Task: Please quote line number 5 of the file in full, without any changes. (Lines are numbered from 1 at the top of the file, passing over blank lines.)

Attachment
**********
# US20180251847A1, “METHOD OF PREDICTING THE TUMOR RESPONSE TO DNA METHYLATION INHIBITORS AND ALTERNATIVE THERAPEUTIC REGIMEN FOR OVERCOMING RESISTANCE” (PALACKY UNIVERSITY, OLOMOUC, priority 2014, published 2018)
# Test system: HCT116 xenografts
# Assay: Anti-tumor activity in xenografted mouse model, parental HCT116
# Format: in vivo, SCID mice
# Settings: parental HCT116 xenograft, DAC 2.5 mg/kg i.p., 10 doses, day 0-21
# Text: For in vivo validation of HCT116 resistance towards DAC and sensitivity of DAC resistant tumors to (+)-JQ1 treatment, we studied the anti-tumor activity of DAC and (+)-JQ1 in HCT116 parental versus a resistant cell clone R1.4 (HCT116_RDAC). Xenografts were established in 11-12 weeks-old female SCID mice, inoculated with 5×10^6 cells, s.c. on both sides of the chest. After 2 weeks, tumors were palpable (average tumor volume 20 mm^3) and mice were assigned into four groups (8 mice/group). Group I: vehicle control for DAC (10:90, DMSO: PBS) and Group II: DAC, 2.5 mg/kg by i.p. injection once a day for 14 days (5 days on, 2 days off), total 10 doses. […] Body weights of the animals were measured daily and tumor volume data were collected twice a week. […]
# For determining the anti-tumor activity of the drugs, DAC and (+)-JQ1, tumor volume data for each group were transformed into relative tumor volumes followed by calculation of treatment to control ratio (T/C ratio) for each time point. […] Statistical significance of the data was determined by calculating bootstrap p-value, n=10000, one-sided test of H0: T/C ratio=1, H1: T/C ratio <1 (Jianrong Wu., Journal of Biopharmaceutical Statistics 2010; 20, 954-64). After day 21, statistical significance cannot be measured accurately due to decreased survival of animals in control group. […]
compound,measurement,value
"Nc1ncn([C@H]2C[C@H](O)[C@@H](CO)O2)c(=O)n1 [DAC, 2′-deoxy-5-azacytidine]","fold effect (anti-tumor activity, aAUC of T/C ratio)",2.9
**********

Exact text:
# Settings: parental HCT116 xenograft, DAC 2.5 mg/kg i.p., 10 doses, day 0-21